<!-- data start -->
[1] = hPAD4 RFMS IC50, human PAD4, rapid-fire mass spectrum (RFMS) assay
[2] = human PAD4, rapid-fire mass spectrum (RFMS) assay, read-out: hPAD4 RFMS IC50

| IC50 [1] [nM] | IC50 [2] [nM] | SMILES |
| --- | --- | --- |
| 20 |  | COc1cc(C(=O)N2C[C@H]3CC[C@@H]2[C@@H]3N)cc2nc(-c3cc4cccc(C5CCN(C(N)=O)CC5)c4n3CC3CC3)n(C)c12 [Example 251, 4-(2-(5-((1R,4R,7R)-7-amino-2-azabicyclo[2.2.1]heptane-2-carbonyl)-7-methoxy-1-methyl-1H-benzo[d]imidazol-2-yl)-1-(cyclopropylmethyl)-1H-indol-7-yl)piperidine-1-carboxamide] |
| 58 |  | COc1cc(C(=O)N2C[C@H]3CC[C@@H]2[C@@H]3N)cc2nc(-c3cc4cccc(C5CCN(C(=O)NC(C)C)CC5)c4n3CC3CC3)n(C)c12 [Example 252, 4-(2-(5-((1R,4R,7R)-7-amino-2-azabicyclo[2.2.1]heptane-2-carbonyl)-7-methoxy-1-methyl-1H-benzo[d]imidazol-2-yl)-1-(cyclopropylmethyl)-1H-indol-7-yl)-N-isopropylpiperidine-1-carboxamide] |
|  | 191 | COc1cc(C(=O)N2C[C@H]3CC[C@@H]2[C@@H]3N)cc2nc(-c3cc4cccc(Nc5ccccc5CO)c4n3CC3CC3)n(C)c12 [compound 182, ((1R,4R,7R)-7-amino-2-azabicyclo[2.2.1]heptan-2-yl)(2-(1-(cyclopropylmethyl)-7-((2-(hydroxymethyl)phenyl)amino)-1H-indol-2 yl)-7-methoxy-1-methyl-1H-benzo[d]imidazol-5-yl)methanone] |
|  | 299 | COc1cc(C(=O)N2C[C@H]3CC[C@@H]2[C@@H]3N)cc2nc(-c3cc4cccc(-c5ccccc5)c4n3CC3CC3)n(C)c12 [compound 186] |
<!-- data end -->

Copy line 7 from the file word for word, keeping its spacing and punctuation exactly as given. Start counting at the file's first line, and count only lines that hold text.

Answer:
|  | 191 | COc1cc(C(=O)N2C[C@H]3CC[C@@H]2[C@@H]3N)cc2nc(-c3cc4cccc(Nc5ccccc5CO)c4n3CC3CC3)n(C)c12 [compound 182, ((1R,4R,7R)-7-amino-2-azabicyclo[2.2.1]heptan-2-yl)(2-(1-(cyclopropylmethyl)-7-((2-(hydroxymethyl)phenyl)amino)-1H-indol-2 yl)-7-methoxy-1-methyl-1H-benzo[d]imidazol-5-yl)methanone] |